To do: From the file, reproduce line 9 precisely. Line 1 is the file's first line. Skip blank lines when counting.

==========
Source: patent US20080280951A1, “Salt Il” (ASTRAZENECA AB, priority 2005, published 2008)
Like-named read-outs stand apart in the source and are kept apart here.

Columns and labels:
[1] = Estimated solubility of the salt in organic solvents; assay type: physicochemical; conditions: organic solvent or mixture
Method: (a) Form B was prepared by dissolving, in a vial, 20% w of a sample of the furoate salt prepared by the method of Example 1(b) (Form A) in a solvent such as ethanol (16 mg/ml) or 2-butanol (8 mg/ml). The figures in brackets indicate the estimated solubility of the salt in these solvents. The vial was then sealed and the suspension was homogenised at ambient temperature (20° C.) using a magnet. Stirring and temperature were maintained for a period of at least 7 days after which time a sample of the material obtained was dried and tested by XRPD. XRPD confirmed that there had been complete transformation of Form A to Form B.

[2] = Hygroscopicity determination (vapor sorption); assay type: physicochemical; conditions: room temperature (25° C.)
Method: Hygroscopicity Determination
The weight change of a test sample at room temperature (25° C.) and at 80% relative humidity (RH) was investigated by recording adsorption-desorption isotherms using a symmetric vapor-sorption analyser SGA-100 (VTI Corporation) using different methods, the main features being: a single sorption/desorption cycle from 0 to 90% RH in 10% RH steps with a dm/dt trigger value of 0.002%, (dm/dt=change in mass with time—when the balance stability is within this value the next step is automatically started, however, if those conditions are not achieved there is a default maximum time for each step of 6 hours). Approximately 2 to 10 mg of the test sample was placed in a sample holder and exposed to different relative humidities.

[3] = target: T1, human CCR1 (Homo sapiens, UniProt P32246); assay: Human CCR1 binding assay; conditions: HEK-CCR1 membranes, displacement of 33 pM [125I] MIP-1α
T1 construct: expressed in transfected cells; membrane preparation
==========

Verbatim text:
[3] = target: T1, human CCR1 (Homo sapiens, UniProt P32246); assay: Human CCR1 binding assay; conditions: HEK-CCR1 membranes, displacement of 33 pM [125I] MIP-1α